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Time well spent

  • 10/08/2001
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The mortgage can be a valuable springboard for the adviser to review and recommend other related products to their clients and thereby boost their income

It is encouraging that independent intermediaries have the edge on sales of mortgage-related insurances over company salesforces, high street lenders and direct insurers. But this does not mean that consumers are automatically seeking independent advisers when they need to take out mortgage-related insurances.

According to the Association of British Insurers (ABI), the total household insurances taken out in 1999 totalled £4,377m. 55% of this was carried by independent intermediaries which included national, chain and telebrokers and other intermediaries and brokers, compared with the 19% carried by company agents, 6% by banks and building societies and 17% by direct business.

Independent intermediaries took 45% of £5,740m worth of personal insurance business in 1999, against 18% picked up by company agents and 9%-21% by banks and building societies and direct retailers respectively.

Opinion is divided as to just how worthwhile a business mortgage advis- ing is to the independent intermediary. The average introductory fee is £150-£200 per mortgage.

Whether mortgage business looks worthwhile depends on the nature and level of business the adviser takes on.

‘Average introductory fees vary tremendously,’ says Mike Green, sales director at Mortgage Brain. ‘Some mortgage providers do not pay it at all, some pay more than others. Adverse credit lenders can pay £500 per introduction, though high street lenders tend to pay between £150-£200, depending on the generosity of the lender.

‘But take an adviser who wants to earn £40,000 a year,’ continues Green. ‘Divide that by an average of £150 per mortgage and you are talking about roughly five mortgages a working week, one a day, which is not out of the question.’

With the issue of time spent arranging a mortgage, the loan itself is not the problem. Green points out: ‘The time spent in mortgage business is tied to the house buying cycle. You can fast track a mortgage and get an offer out in anything from a couple of hours to a couple of days. It is the follow up to keep the mortgage on the hook while the client goes through the buying process that takes the time.’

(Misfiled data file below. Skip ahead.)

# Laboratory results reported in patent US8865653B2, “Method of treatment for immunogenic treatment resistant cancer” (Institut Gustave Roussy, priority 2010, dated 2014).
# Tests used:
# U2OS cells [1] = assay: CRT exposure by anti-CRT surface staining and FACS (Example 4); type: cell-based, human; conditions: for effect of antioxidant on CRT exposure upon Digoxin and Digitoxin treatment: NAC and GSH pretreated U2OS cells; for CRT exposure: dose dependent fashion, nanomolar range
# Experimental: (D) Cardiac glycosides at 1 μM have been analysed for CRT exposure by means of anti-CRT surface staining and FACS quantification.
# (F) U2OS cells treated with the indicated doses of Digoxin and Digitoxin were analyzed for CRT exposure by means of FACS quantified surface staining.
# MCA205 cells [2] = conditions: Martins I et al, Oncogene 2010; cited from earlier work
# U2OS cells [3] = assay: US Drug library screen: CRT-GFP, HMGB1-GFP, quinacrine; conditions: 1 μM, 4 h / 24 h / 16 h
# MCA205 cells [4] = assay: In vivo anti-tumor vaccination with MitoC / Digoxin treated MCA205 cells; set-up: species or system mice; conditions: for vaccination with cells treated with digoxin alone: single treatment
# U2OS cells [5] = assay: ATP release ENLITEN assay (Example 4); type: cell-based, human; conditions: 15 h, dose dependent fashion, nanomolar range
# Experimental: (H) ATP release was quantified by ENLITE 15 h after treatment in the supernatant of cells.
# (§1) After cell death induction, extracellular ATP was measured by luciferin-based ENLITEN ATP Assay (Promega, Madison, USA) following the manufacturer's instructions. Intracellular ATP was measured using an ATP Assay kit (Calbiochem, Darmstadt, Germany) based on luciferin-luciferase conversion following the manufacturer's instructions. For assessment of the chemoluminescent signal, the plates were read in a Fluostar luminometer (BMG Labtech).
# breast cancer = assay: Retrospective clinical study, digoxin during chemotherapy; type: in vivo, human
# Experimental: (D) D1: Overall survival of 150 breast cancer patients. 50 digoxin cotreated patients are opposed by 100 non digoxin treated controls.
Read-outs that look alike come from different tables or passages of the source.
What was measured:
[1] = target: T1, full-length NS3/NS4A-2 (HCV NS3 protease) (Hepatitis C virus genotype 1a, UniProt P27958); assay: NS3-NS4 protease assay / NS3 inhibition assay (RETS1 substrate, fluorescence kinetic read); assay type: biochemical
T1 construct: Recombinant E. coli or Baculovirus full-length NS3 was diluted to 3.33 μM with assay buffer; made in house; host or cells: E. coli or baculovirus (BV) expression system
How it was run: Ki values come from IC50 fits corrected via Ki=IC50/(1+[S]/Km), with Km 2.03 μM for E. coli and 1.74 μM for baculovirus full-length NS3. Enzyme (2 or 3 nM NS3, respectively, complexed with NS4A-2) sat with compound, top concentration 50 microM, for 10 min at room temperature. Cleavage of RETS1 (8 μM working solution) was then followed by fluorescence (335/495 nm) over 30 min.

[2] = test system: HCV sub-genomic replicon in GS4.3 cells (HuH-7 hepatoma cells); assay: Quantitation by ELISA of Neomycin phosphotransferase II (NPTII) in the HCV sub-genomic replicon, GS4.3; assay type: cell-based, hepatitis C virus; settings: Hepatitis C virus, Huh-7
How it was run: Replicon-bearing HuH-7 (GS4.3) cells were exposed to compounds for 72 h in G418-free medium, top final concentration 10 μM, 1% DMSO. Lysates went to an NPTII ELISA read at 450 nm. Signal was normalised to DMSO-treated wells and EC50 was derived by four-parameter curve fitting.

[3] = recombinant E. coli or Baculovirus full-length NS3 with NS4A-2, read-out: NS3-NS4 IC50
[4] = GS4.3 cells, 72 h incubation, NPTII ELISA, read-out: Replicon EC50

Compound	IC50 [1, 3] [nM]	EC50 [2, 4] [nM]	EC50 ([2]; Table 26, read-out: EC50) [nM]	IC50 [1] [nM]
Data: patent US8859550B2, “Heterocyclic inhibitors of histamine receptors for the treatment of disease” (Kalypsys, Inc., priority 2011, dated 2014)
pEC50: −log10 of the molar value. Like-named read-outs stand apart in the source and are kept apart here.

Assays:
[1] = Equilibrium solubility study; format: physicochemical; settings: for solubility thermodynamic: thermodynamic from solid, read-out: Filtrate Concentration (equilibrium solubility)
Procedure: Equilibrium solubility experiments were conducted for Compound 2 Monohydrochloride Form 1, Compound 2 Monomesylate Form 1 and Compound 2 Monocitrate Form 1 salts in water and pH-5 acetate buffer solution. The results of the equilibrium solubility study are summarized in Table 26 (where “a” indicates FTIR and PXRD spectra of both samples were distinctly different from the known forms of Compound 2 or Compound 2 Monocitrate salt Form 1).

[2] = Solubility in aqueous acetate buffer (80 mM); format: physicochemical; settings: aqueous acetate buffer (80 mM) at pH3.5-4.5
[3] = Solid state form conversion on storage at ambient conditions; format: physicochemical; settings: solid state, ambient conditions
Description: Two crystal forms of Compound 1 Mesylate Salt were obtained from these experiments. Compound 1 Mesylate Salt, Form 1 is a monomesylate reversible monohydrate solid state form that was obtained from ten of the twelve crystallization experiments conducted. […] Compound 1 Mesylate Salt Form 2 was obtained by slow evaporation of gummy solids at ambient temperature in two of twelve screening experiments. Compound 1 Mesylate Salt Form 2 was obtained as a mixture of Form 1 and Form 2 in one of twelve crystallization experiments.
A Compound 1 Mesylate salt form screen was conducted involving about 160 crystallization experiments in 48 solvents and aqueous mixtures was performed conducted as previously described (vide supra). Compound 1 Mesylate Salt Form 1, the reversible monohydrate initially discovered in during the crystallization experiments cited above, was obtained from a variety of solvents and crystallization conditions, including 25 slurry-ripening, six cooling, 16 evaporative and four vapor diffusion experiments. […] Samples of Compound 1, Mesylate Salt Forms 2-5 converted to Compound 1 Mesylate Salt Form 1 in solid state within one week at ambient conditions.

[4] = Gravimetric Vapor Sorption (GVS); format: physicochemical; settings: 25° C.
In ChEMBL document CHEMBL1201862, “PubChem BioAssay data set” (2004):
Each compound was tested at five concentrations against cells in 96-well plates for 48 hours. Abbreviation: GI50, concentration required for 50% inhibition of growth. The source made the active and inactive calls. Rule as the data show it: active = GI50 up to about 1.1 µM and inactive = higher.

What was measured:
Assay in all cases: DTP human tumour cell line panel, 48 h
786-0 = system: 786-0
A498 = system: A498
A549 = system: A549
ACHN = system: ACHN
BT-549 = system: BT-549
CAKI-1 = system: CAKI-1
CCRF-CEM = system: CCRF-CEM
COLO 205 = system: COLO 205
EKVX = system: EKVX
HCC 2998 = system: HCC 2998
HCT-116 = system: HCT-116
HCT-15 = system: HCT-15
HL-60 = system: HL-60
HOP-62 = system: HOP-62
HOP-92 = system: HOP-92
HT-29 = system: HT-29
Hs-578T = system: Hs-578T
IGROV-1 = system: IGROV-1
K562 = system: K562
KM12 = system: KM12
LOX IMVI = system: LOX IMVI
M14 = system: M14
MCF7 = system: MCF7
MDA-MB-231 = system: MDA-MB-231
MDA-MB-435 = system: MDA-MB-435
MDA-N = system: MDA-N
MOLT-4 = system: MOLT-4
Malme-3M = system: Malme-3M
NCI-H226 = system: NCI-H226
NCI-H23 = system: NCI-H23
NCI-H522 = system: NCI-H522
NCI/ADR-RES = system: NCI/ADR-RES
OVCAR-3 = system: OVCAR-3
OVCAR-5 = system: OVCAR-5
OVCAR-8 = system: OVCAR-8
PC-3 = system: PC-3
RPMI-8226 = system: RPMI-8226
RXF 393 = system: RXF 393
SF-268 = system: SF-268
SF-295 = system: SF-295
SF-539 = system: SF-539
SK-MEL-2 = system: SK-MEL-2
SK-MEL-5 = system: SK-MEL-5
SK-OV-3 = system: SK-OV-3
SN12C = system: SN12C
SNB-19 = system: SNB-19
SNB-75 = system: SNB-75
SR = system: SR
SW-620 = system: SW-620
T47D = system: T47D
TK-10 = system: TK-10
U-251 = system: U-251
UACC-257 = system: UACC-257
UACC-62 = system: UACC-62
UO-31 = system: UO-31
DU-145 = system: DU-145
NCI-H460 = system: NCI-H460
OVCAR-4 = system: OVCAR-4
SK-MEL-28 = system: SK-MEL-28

The mortgage is one thing, but how lucrative a business is it to advise on term assurance and buildings and contents insurance, the basics for most homeowners?

Take the cost of an average building insurance, for a three-bedroom house, of £20 per month ‘ which works out to be £240 a year. According to Green, an intermediary can expect 15% commission on buildings insurance, which will give the adviser £3 a month or £36 a year.


Creditor insurances should pay slightly more in introductory commissions and an intermediary should expect around 20% of premium. Take mortgage payment protection insurance (MPPI) based on a £500 mortgage repayment premium as an example. A premium of £15 to £20 per month will provide the intermediary with up to £4 a month or £48 a year.

Calculating these two basic forms of cover alone to the earlier example of an intermediary setting him or herself a target of five mortgages a week and you are looking at additional income on insurances of £9,576 for building insurance and £12,768 on MPPI.

Three key factors for consideration are becoming clear. First, the intermediary advising on a mortgage already has all the information they need to advise on protection insurances related to the mortgage loan. Second, there is a cumulative effect on doing more business in the area. And third, the independent intermediary holds a unique position in offering the best advice to a client.

Sticking to the rules

The Financial Services Authority (FSA) expects mortgage advisers to comply with client information rules, incorporating all the information needed to recommend the best product for a client and to supply a ‘reason why’ letter to support that advice.

While buildings and contents insurances are relatively straightforward to arrange, which may prompt the client to question why they should not do this themselves, what is not straightforward is sourcing the best, most cost-effective product and provider. Few lenders will make it a condition of borrowing that borrowers also take out associated insurances, but it may not be explained to the client that they have an option to look on the open market.

With everything else the borrower has to consider, they may feel tempted of signing up there and then and having one item on the agenda sorted easily. Which is where the adviser has the advantage of being able to take on that chore and save the client money.

Life insurance is almost a must. The independent adviser is in a position to consider alternatives to life assurance, depending on the clients situation. For example, a single person with no dependants or a couple in a similar situation may find critical illness (CI) insurance a more appealing option, certainly initially.